You don’t look back so easily and remember the more negative aspects: that argument when you took the wrong exit, the silent treatment, and sulking because you couldn’t read a bloody map. You being pissed off because he was drunk and embarrassingly loud, or the fact your shoes were killing you on the walk home, and you were both tired and irritable. His obnoxious attitude with the waiter, your frustration that he ordered one more drink. The hotel room with the missing amenities. Him getting ratty because you took an age to get ready, the argument over who packed the bloody toothpaste. The aftermath of your mosquito devoured body from walking home that night.

Funny right? It’s like the bad bits didn’t happen.

It’s so easy to look back and imagine a reality that never was. It’s how we get into toxic cycles; it’s how we repeat behaviors; it’s how we end up back to square one. It’s why we revisit old lovers and take so long to heal.

But, it’s also feeding our nervous system, giving us hope, keeping depression at bay even.

So, how does this happen? And is it good or bad?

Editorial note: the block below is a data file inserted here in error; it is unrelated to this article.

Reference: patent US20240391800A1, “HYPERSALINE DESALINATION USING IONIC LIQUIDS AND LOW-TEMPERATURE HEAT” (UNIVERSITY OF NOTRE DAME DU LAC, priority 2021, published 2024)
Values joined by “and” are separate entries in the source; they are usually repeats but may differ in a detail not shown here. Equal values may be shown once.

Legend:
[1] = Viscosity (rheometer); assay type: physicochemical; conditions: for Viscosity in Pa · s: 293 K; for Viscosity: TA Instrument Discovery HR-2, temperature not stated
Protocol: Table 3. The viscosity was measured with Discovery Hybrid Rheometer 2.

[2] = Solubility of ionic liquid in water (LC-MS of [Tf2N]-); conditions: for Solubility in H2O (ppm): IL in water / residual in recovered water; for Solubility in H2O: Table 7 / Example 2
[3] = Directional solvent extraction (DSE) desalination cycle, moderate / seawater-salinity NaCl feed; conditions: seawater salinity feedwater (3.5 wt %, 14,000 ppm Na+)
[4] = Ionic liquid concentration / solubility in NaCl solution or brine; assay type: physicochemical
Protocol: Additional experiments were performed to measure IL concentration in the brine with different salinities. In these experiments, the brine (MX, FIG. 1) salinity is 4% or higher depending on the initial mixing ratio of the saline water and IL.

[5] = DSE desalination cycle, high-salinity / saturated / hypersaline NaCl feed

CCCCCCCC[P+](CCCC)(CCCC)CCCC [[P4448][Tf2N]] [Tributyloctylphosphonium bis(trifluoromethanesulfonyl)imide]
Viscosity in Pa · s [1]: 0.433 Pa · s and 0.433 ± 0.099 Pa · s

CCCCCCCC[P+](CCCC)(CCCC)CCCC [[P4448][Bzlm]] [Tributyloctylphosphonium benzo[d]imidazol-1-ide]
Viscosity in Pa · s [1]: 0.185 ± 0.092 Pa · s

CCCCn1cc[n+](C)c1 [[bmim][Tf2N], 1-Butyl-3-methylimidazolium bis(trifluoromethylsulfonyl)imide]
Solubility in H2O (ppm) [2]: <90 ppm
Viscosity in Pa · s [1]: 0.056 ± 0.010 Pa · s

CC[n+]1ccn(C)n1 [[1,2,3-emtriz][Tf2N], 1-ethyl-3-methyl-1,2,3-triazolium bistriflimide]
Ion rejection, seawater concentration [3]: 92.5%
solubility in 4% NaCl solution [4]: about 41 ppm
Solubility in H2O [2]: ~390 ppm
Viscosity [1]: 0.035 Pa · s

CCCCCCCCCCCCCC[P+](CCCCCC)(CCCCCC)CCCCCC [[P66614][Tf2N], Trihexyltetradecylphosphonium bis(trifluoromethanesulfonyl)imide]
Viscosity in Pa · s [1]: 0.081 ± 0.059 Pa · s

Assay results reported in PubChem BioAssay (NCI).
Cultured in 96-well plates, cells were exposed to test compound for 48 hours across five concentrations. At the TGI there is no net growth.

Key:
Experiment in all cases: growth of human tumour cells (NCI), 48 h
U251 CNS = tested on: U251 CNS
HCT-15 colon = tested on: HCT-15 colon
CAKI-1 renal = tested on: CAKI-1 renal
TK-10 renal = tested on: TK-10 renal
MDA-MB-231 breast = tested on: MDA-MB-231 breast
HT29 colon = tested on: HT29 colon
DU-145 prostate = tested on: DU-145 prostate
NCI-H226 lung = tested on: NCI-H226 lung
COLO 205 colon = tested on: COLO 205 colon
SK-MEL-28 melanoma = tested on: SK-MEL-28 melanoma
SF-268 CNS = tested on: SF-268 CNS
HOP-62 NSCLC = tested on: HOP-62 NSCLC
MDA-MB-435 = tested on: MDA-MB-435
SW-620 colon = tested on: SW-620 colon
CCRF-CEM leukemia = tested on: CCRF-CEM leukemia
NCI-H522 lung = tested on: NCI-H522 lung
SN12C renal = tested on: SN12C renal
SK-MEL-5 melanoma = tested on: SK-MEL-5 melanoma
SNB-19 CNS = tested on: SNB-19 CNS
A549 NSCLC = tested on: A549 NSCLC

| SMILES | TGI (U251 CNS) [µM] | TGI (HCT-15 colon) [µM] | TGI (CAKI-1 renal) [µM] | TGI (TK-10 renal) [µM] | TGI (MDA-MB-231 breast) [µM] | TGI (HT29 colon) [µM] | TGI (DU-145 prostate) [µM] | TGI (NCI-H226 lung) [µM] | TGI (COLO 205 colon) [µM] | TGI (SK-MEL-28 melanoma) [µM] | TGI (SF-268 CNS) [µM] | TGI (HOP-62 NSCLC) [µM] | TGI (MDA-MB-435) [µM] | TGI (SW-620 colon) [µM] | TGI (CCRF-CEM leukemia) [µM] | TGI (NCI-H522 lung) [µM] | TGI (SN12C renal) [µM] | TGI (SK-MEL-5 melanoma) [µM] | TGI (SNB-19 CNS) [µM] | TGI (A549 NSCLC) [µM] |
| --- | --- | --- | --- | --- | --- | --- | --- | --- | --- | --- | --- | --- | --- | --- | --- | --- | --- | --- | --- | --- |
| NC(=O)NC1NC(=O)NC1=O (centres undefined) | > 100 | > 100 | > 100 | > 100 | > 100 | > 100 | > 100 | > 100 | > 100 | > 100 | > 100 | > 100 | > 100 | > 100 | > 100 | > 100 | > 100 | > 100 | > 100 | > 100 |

Our memories are reconstructive. When we recreate memories, they are not replayed moment-by-moment like in a film. We cannot remember things exactly as they happened, line for line, act by act. It’s impossible!

So instead, we fill in the gaps using our knowledge, beliefs, prejudices, hopes, and sometimes, assumptions of what occurred. We have a much better capacity for remembering good memories than bad, which explains why our feelings toward a particularly traumatic period or event soften with time.

Whilst our memories may be playing tricks on us, it doesn’t necessarily mean that it’s a bad thing. In a study published by Shelly Taylor and Jonathan Brown on the relationship between illusion and well-being, their conclusion was as follows: